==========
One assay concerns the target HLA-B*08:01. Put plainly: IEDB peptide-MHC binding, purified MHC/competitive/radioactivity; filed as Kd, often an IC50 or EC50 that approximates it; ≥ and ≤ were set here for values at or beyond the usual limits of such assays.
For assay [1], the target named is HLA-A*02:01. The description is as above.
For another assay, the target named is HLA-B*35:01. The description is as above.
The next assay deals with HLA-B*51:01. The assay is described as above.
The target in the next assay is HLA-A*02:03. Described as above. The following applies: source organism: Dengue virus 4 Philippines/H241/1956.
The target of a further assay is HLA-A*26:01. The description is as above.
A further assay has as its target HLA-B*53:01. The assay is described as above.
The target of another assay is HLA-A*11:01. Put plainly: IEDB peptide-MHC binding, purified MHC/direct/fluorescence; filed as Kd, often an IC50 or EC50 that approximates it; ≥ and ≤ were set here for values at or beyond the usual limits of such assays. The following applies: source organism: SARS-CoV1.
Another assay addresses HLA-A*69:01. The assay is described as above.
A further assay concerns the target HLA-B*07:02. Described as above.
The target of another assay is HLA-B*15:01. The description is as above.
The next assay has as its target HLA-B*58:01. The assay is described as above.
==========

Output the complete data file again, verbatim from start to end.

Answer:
One assay concerns the target HLA-B*08:01. Put plainly: IEDB peptide-MHC binding, purified MHC/competitive/radioactivity; filed as Kd, often an IC50 or EC50 that approximates it; ≥ and ≤ were set here for values at or beyond the usual limits of such assays.
For assay [1], the target named is HLA-A*02:01. The description is as above.
For another assay, the target named is HLA-B*35:01. The description is as above.
The next assay deals with HLA-B*51:01. The assay is described as above.
The target in the next assay is HLA-A*02:03. Described as above. The following applies: source organism: Dengue virus 4 Philippines/H241/1956.
The target of a further assay is HLA-A*26:01. The description is as above.
A further assay has as its target HLA-B*53:01. The assay is described as above.
The target of another assay is HLA-A*11:01. Put plainly: IEDB peptide-MHC binding, purified MHC/direct/fluorescence; filed as Kd, often an IC50 or EC50 that approximates it; ≥ and ≤ were set here for values at or beyond the usual limits of such assays. The following applies: source organism: SARS-CoV1.
Another assay addresses HLA-A*69:01. The assay is described as above.
A further assay concerns the target HLA-B*07:02. Described as above.
The target of another assay is HLA-B*15:01. The description is as above.
The next assay has as its target HLA-B*58:01. The assay is described as above.